Every family faces its own challenges when considering college. For the Curtis family, it was the reality of having four children in college in the past five years. When it came time for the youngest members of the Curtis family to select a college, Jake and Jared Curtis knew they wanted to follow their two older sisters to McPherson College but also knew affording it might not be easy.
By taking advantage of scholarships and participating in the Student Debt Project, the twin brothers expect to graduate with no student debt.
“We haven’t taken out any loans and we don’t plan on it,” Jake said. “We are going to graduate with a bachelor’s degree and no debt. The Student Debt Project has helped tremendously.”
Both work at The Cedars, a retirement community in McPherson, and both juggle hectic academic and co-curricular schedules. Jared is studying environmental science and stewardship and hopes to find a hands-on job possibly with a governmental agency. Jake is in the health science program and plans to continue his education to become a physician assistant or physical therapist.
Having the support of a mentor and small group, provided to each participant in the Student Debt Project, helps them navigate through college not only financially but in other areas, according to Jared.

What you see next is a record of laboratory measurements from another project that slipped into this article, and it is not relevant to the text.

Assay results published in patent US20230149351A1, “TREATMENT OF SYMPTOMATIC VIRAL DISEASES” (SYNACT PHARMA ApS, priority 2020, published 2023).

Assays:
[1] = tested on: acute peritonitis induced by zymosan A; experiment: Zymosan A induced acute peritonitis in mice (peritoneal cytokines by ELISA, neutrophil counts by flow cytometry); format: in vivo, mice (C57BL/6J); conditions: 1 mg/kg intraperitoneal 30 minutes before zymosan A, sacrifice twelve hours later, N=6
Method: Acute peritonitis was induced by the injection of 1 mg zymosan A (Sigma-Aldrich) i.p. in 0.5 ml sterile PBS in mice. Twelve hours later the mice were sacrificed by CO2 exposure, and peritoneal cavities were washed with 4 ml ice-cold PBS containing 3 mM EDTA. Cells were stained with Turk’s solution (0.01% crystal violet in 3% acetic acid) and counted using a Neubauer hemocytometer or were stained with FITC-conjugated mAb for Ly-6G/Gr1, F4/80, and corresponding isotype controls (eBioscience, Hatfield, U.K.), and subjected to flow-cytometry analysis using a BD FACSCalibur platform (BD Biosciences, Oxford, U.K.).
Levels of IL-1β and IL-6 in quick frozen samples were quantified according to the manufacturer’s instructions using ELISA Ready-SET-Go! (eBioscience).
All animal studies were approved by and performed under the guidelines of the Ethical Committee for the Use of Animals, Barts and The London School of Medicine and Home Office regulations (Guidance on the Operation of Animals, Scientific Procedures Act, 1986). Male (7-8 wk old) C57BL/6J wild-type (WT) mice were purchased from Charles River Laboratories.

“Working with a mentor gives you a figure to look up to. A real person that helps with anything and everything,” Jared said.
Meeting regularly with a mentor, working in small groups with other students, and the college financial match are all aspects that help keep participants in the Student Debt Project motivated to succeed, according to the Curtis brothers.
“There’s a lot of weight lifted off our shoulders,” Jake said. “Paying back student loans is something we won’t have to worry about. Not having that debt is huge and will help us as we progress in our lives.”